Vermont Foreclosure Process

Link to Vermont Foreclosure Laws

One type of Vermont foreclosure is called strict foreclosure.

Foreclosure Overview

In Vermont, a lender may foreclose on a property either in court or out of court. The typical timeline for a Vermont foreclosure is approximately nine months.

A recent Vermont foreclosure law freezes foreclosures and evictions until the governor declares an end to the state of emergency and then the law forces this moratorium for 30 days after that. If a borrower has a federally backed mortgage, they may qualify for a forbearance which lasts up to 180 days and then can be extended for 180 more days, sometimes even longer.

Pre-foreclosure Period

One type of Vermont foreclosure is called strict foreclosure. This is conducted through the courts. Once default has occurred, the lender files the necessary court documents to start the foreclosure process, after which the borrower receives a summons to appear in court. When the court rules against the borrower, the lender is then allowed to either take immediate possession of the property or schedule the sale of the property.

The other type of Vermont foreclosure occurs when the mortgage permits a lender to sell the property in the event of default through a Power of Sale clause. This type of foreclosure is accomplished either in court of out of court, and depends on the type of property being foreclosed on. If the lender proceeds through the courts, the court rules the property in foreclosure and allows for sale of the property. If the foreclosure is conducted out of court, the lender is required to mail a notice of the impending foreclosure to the borrower. The notice states the circumstances, the amount in default that must be paid to stop the foreclosure and a deadline of 30 days from the date of service of the letter. The notice must be sent a minimum of 30 days before a Notice of Sale, (NOS), is published. This type of foreclosure process is much more prevalent.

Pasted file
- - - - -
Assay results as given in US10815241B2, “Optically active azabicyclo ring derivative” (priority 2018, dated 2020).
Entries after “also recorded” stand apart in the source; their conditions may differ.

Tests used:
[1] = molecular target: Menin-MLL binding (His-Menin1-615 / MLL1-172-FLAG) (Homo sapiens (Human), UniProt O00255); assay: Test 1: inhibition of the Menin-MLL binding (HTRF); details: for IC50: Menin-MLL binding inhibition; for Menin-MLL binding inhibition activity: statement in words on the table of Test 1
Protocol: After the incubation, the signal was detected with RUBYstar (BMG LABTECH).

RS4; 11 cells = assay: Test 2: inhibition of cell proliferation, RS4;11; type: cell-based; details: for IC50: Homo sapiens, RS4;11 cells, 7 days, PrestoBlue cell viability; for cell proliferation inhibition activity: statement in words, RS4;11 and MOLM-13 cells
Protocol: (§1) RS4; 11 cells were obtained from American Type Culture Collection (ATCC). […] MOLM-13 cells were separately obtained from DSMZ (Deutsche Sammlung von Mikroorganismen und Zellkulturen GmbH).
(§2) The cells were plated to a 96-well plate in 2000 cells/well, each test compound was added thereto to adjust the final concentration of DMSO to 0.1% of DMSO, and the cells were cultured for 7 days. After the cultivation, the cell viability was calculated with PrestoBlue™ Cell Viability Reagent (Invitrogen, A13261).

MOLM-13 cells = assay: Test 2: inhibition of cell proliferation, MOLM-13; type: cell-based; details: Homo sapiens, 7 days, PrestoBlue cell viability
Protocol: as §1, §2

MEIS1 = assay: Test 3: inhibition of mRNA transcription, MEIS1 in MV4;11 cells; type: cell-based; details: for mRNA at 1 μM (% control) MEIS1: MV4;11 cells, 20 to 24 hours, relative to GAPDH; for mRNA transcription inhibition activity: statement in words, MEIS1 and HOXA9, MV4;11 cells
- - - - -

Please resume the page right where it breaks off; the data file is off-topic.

In a Vermont foreclosure, the borrower generally has the right to:

  • apply for a way to avoid foreclosure through a loss mitigation process
  • participate in foreclosure mediation
  • get notice of the foreclosure and the chance to respond in court
  • receive special protections if you’re in the military
  • get current on the overdue amounts to stop the foreclosure sale
  • pay off the total loan debt to prevent a foreclosure sale, and
  • get any excess money after a foreclosure sale.

Notice of Sale & Auction

The NOS is required to contain a description of the property, lender and borrower names, mortgage date, and the time, day, location and terms of the upcoming sale. The borrower must receive the NOS a minimum of 60 days prior to the sale date. The notice must also be published once per week for three weeks in a local newspaper, and the first notice must appear a minimum of 21 days before the sale date. In an out-of-court foreclosure, the lender is required to record the NOS with town records at least 60 days prior to the sale. The filing of this notice serves the same purpose as filing a foreclosure complaint in court.

A public auction is typically held at the property., not the county courthouse. Any party or entity may bid. The property is awarded to the highest bidder. The borrower is entitled to receive any surplus from the sale proceeds, after any junior liens.

For an out-of-court foreclosure sale the property ownership is transferred free and clear to the winning bidder within 90 days.

For an in-court foreclosure sale, the court either confirms the sale or orders a resale. If confirmed, the property ownership is transferred to the winning bidder within 10 days.

For a Vermont foreclosure being conducted out of court, the borrower may stop the proceedings any time prior to the sale by paying the default amount plus costs.

For an in-court Vermont foreclosure process, the borrower typically gets six months from the court ruling to redeem the property. In order to redeem, the borrower must pay the full amount stipulated by the court, which may include added costs above and beyond what was originally owed in the default.

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